Philippines to Quadruple Rice Yield by 2011

Philippine Rice Farmers can Quadruple Rice Yield by Double Cropping

Bandar Seri Begawan, March 12th, 2010 – (Brunei Darussalam) The Philippines can increase its rice yield up to 4 tons per hectare, plant its main crop twice a year and attain a 20 percent rice self-sufficiency by 2011 in only 1,300 hectares of land.

While farmers can increase their yields by double cropping – it’s going to take a lot of hard work said, Ronilo A. Beronio, head of the Philippine Rice Research Institute, a Philippine government research and entrepreneurial institution.

During the Wasan farm demonstration, Beronio was quoted as saying, “we have demonstrated that the Philippine rice production system works despite the problems”. Beronio is part of a three member delegation researching the issue. The delegation was comprised of rice and soil experts and who made a three-day strategic assessment of the 1,500 hectares of land planted with rice in the four districts.

Other experts that visited the Philippines (Brunei) were international rice expert Dr. Eulalio Bautista, Dr. César Mamaril, and the PhilRice OIC Deputy Executive Director for Research. They left the country yesterday. When asked about the groups findings, Beronio said that the present problem is strategic , very challenging and a double whammy.

One of the main issues in Philippine rice production is that of problematic drainage, which making the land hard to dry out. Because there are toxicities in the water and land, the drainage issue is exacerbated. “The soil is acidic, salty, full of sulphur, and deficient in nutrients,” Beronio said, adding that in Brunei, seawater floods the land during high tide.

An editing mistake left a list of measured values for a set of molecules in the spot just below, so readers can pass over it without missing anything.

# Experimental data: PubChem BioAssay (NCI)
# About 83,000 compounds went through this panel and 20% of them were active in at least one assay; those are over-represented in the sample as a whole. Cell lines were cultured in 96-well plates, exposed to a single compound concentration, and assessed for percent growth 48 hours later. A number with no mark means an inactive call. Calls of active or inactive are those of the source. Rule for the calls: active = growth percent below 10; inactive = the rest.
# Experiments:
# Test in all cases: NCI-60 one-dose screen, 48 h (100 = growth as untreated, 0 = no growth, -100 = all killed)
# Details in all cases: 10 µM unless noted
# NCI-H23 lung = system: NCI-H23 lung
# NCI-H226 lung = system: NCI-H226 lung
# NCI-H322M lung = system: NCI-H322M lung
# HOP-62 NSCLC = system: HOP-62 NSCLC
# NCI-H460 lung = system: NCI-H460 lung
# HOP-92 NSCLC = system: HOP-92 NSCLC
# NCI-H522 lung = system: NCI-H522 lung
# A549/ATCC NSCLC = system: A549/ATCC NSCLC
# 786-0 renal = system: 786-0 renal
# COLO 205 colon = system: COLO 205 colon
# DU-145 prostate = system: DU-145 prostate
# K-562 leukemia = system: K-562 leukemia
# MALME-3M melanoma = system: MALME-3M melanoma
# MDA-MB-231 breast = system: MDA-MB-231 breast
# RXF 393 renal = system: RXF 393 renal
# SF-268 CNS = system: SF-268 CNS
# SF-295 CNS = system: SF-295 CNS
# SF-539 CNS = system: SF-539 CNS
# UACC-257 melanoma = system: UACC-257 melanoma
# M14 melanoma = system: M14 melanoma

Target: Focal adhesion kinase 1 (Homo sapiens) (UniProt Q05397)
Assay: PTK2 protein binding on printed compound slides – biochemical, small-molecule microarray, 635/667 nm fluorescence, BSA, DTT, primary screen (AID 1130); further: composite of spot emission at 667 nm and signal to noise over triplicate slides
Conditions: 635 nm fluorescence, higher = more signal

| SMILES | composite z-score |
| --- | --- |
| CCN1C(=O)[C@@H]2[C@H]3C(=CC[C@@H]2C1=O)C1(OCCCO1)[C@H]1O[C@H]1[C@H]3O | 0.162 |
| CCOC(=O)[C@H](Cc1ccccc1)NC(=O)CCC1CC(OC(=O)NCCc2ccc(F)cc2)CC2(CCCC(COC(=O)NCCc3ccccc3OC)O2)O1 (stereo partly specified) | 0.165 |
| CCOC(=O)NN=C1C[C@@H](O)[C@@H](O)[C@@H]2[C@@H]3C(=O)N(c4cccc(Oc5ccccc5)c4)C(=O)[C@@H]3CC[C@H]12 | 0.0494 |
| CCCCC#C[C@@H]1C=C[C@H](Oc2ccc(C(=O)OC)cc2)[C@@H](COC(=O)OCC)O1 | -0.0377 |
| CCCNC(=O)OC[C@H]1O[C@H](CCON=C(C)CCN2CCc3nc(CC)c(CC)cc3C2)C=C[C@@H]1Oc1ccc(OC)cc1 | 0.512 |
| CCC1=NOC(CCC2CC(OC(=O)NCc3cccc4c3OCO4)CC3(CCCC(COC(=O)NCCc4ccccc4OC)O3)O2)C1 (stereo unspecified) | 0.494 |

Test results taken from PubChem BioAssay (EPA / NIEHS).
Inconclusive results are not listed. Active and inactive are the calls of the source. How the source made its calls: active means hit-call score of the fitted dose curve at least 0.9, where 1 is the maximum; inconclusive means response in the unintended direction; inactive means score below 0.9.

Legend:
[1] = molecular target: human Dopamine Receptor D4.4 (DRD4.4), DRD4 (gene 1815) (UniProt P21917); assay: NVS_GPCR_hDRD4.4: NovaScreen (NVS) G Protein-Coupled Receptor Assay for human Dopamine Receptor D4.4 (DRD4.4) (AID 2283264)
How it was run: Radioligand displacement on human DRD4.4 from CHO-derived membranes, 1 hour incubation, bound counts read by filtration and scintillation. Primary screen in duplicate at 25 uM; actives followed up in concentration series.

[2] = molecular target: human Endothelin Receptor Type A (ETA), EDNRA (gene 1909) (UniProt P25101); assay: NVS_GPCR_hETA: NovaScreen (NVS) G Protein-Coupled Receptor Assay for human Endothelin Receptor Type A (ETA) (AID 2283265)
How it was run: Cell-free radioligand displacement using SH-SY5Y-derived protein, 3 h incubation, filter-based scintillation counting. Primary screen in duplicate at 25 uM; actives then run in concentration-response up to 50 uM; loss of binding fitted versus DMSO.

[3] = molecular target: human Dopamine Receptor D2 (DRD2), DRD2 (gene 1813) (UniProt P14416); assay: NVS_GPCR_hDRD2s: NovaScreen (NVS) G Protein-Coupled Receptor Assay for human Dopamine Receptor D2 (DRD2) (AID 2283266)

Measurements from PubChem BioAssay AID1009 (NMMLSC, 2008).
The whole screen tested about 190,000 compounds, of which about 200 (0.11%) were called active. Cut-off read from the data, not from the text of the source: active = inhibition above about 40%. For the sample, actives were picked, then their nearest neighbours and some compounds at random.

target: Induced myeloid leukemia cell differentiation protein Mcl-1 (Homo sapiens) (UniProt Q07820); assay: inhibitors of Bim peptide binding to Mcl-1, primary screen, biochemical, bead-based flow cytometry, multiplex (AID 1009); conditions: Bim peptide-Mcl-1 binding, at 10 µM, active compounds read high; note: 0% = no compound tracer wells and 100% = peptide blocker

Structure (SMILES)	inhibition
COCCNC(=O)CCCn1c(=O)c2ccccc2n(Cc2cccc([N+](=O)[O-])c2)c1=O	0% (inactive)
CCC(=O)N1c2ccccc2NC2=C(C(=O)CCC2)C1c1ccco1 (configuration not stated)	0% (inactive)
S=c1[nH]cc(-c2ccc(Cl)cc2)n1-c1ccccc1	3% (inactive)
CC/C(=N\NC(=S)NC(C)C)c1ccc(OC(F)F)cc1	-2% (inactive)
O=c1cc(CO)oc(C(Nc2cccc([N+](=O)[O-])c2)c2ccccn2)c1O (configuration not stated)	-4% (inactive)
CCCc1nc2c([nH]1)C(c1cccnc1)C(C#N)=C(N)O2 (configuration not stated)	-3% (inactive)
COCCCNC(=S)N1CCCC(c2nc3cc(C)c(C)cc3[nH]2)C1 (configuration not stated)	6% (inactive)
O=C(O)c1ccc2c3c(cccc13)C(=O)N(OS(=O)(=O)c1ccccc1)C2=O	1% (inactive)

Dr Mamaril, a retired scientist from the International Rice Research Institute, developed the Minus-One Element Technique (MOET) that checks if the soil has enough nutrients for the rice to seed thereby guiding farmers in the use of fertilizers. MOET uses a pre-weighted, low-cost fertilizer formulation from PhilRice to identify the nutrients present in the soil and those needed to nourish the plant. The technique was debuted at the Wasan demonstration farm last year. Since then, rice experts from the Philippines and PhilRice have been sent to Brunei to develop new varieties of rice suited to Philippine soil, aid in seed production, as well as help train local Filipino extension workers in farm techniques.

“We will send two to three Philippine extension specialists to conduct a field school with Brunei farmers,” said Beronio. “They will live and work with the local farmers for three or four months and guide them in the art and science of modern rice production. After all, farming is a full-time job”.

20 students and a teacher from the Wasan Vocational School, as well as 10 extension workers from the Ministry of Industry & Primary Resources are expected to fly to the Philippines for a three-week training and education program at the PhilRice Central Experiment Station. The assessment survey and overseas training are part of the Brunei Darussalam-Philippine Bilateral Cooperation Project to help the Sultanate attain rice self-sufficiency.

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